European populations: the H, I, J, K, N, T, U, V, W and X groups.
Essentially all Europeans and Israelites possess one of these
lineages. In fact, other Middle Eastern populations such as the
Syrians, Egyptians, Lebanese and other Arabic groups have similar
mitochondrial DNA lineages belonging to these families. There is a
smattering (<0.4%) of lineages in American Indian populations that are
clearly, exclusively of European origin, most probably from Spain
rather than from the Middle East. However, scientists justifiably
assume that these lineages represent post-Columbus intermixing. The
lineages in question are most common in North American tribes that had
the greatest impact with Europeans and are very uncommon in
Mesoamerica, which FARMS claims is the only "plausible" site for the
Book of Mormon. In addition, European mitochondrial lineages are
extremely rare in Polynesia.
4. The X lineage could be evidence for Israelite ancestry.
American Indian X lineages share a common ancestral lineage with
Siberian X lineages. It is also clear that American Indian X lineages
have been in the New World for in excess of 15,000 years. American
Indian X lineages are distantly related to Israelite or European X
lineages. In fact, most Israelite X lineage are now grouped in a
different family, the N family, because they are so different from
Asian and American X lineages. The X line has also been found in
ancient remains that pre-date the Book of Mormon period.
5. The mitochondrial DNA lineages tell us nothing about the male lineages.
This is correct, but Y chromosome studies among Native Americans show
equally strong links to Asia (>90%) as do studies among Polynesians
(>90%). There is a higher presence of lineages that are of exclusively
European origin, but this is not surprising given that males,
beginning with Spanish explorers, dominated the early European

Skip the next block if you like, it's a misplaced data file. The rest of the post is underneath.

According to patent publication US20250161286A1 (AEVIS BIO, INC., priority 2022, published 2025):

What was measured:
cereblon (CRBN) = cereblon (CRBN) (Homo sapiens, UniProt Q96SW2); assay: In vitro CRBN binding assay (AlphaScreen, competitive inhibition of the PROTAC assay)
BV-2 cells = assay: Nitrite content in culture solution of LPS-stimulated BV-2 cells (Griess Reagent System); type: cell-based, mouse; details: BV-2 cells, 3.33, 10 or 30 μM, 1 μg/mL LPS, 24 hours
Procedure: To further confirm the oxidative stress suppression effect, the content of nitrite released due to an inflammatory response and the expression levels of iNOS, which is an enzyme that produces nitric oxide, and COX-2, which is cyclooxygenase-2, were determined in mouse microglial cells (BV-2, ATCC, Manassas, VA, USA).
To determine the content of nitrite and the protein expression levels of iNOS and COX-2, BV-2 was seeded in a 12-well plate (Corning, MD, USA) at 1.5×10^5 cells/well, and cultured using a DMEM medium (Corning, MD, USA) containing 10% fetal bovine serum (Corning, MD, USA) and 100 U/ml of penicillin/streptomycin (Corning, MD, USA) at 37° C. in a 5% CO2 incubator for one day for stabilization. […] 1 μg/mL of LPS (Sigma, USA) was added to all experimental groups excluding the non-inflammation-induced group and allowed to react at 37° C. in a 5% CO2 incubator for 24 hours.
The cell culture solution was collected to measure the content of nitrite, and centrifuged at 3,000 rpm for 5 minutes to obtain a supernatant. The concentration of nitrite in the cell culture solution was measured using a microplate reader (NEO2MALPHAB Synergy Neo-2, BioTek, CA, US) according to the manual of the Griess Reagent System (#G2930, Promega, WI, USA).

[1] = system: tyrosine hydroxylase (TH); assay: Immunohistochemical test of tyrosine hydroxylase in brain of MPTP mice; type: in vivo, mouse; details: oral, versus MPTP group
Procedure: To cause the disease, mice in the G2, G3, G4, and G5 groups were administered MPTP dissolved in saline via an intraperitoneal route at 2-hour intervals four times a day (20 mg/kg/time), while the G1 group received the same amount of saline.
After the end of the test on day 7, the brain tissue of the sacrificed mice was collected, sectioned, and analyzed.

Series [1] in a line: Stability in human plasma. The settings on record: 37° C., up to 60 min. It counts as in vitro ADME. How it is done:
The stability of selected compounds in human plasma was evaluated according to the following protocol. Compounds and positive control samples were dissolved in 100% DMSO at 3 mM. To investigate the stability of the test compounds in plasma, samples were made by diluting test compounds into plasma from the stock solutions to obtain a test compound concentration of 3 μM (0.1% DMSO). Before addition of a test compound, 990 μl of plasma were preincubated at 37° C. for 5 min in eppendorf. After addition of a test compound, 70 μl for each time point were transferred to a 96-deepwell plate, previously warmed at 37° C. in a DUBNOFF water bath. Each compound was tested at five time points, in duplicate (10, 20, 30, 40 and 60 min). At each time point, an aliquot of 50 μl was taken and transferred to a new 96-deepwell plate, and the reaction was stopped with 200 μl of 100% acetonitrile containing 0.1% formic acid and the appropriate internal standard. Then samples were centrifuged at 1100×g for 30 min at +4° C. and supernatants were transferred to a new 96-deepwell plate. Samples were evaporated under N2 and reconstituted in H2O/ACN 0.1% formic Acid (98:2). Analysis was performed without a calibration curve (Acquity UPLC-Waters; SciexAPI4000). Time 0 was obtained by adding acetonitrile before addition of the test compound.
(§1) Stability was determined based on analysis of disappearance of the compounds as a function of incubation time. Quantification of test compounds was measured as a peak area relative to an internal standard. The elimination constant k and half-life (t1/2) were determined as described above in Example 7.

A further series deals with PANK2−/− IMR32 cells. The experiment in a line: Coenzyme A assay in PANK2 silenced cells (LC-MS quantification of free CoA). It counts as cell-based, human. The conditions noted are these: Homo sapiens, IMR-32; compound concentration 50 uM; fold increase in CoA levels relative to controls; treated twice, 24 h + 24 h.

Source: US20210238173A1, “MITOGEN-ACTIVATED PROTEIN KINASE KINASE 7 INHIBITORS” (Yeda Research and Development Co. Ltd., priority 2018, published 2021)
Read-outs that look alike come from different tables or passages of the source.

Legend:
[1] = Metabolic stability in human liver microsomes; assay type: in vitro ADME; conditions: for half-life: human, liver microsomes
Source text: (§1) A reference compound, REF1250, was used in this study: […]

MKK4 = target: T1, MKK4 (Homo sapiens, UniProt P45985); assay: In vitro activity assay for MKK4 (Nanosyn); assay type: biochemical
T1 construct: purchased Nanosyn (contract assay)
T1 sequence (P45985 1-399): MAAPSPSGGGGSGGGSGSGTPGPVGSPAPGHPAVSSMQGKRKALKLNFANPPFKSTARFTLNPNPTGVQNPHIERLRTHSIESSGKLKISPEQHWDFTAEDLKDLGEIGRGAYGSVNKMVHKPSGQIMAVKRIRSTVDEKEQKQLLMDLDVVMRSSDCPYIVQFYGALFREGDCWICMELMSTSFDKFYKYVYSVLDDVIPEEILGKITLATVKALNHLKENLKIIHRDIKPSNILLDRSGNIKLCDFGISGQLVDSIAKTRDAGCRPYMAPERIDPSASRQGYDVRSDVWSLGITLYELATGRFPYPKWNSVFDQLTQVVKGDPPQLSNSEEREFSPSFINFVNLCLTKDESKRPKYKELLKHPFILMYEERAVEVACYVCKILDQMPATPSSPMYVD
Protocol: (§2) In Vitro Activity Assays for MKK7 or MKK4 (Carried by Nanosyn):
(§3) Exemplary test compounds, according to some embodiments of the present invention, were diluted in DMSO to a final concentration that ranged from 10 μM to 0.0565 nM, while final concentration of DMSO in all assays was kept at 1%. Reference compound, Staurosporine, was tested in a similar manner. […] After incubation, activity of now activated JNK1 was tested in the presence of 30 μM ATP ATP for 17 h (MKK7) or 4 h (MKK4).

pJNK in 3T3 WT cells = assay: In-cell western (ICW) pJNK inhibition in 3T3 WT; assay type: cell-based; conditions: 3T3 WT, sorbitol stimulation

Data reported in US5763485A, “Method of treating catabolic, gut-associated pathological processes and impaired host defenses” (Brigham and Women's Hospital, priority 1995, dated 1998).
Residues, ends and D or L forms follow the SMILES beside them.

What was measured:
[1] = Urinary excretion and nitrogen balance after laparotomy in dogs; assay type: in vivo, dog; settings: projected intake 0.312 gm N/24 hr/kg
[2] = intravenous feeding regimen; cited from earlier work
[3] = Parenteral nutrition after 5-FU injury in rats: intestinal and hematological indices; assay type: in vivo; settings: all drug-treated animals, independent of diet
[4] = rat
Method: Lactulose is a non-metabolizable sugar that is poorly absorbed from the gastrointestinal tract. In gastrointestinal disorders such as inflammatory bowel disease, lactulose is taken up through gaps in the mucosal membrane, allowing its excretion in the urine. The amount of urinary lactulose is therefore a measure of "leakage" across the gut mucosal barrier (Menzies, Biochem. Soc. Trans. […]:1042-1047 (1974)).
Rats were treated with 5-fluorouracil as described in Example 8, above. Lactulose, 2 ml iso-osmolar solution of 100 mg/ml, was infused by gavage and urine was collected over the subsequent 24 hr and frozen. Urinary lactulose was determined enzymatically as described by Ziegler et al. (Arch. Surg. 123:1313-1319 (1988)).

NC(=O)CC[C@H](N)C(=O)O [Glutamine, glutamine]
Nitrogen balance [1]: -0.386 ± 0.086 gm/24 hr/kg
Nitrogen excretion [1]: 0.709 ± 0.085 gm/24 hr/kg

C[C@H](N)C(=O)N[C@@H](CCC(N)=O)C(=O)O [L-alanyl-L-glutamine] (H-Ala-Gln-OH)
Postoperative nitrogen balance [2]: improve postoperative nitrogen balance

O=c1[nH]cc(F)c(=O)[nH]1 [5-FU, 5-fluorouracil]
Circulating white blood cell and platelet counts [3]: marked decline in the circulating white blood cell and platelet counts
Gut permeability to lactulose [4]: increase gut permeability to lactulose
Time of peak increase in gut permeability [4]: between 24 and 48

conquest of the Americas and Polynesia.
6. The wives of the early Book of Mormon colonists (Sariah and others)
may have been Asian since their ancestry is not specifically
mentioned, and they could have brought the A, B, C, D, and X lineages
to the Americas.
It is exceedingly unlikely that Asians carrying Asian lineages
traveled to Israel where they intermarried with the ancestors of the
Lehites and Mulekites. If this did occur, we would expect to see (but
do not see) Asian lineages among Middle Eastern populations. The
amount of DNA variation found in each of the five American Indian
female DNA lineage families indicates that they have been present in
the Americas for at least 15,000 years, possibly longer. This predates
the existence of Israel by many thousands of years.
7. The bottleneck effect, genetic drift, and other technical problems
would prevent us from detecting Israelite genes.
In 600 BC there were probably several million American Indians living
in the Americas. If a small group of Israelites, say less than thirty,
entered such a massive native population, it would be very hard to
detect their genes today. However, such a scenario does not square
with what the Book of Mormon plainly states and with what the prophets
have taught for 175 years.
8. When God cursed American Indians and changed their skin color, as
reported in the Book of Mormon, God could have changed their DNA as
If so, why would God change the DNA so it matched Asian DNA? As
Latter-day Saints, we have already offended Blacks and the Indians.
Are we going to offend Asians now, as well?
Author's note: I may respond to further apologetic claims as more appear.